GORDON: Is it, perhaps, that we’re cynical? Do we as a generation ultimately despair of the effectiveness of any method of change? Is the reason we’re unable to really go the distance when it comes to our causes because we think it’s all just in vain?

EVAN: Do we think it’s all futile? I mean, we’re certainly led to believe that to some extent. To focus on environmentalism, the extent of the destruction to this earth is growing ever closer to irreversible, and we’re made aware of this.

As far as documentaries and the like go, however, we are told over and over that what we do does indeed matter. Being conscious about how we spend our money and that sort of thing.

GORDON: That’s what we’re told, but then again, the creators of such documentaries are overwhelmingly members of older generations.

Look at the Occupy Movement, for example.

People were there from all demographics, but more than anyone else it was the youth- our generation. Despite massive popularity, that venture ultimately met its death under the boot heels of riot cops and a fog of pepper spray.

It’s been about a year since it all started, and the situation is the same, yet there’s really no push for any resurrection of the movement or even for any major protest at all. Have we given up? We’re all the same people- we have all the same drives and values- have we simply despaired of peaceful protest?

EVAN: It’s funny you should say that, since just yesterday former protesters gathered in a park in Toronto to call attention to the movement that happened a year ago.

That aside, maybe you can explain what exactly happened as the movement petered out. It’s somewhat well-known that the weather was a large contributor to those occupying various streets and cities, but what else led to its collapse. Was it simply fatigue?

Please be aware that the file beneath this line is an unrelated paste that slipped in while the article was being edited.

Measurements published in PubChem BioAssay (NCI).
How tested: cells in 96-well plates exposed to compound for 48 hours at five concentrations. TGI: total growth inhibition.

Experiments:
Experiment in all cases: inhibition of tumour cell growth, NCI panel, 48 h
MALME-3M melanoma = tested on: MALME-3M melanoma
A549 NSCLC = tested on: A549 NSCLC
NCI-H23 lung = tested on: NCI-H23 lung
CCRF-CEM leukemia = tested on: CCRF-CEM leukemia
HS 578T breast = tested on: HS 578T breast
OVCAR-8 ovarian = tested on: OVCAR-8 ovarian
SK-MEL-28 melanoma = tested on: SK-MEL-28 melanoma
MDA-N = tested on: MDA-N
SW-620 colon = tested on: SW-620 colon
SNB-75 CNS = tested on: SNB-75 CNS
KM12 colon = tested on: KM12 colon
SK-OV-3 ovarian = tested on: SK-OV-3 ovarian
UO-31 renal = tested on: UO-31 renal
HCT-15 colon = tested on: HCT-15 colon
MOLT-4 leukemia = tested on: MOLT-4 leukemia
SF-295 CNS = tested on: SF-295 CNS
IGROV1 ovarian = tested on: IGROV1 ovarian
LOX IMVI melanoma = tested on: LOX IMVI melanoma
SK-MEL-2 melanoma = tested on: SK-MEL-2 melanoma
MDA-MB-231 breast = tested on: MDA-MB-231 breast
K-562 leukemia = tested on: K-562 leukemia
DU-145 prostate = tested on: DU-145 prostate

GORDON: I’d blame massive crackdowns on the part of the mayors of the occupied cities- let’s not forget that mayor Jean Quan pretty much turned Oakland into a warzone. Injured a protesting war vet so badly most folks thought he was going to become the first casualty of the movement (he pulled through, fortunately).

EVAN: This sort of all falls back to a point I made in relation to apathy our first attempt at this topic. That people care, but simply don’t feel like stepping outside their comfort zones. I realize that this may seem like a ludicrous thing to say in the face of the Occupy Movement, but I feel that the vast majority of youth, our generation, don’t want to do what it takes.

They, we, value comfort too much.

GORDON: I’m gonna have to second that theory.

I remember back when I was in college, going door-to-door trying to get students to boycott various unethical companies [Coca-Cola, Nike] doing business on campus. I was amazed at how many people would nod their heads and smile and agree with each and every word out of my mouth until I called on ’em to stop buying those companies’ products.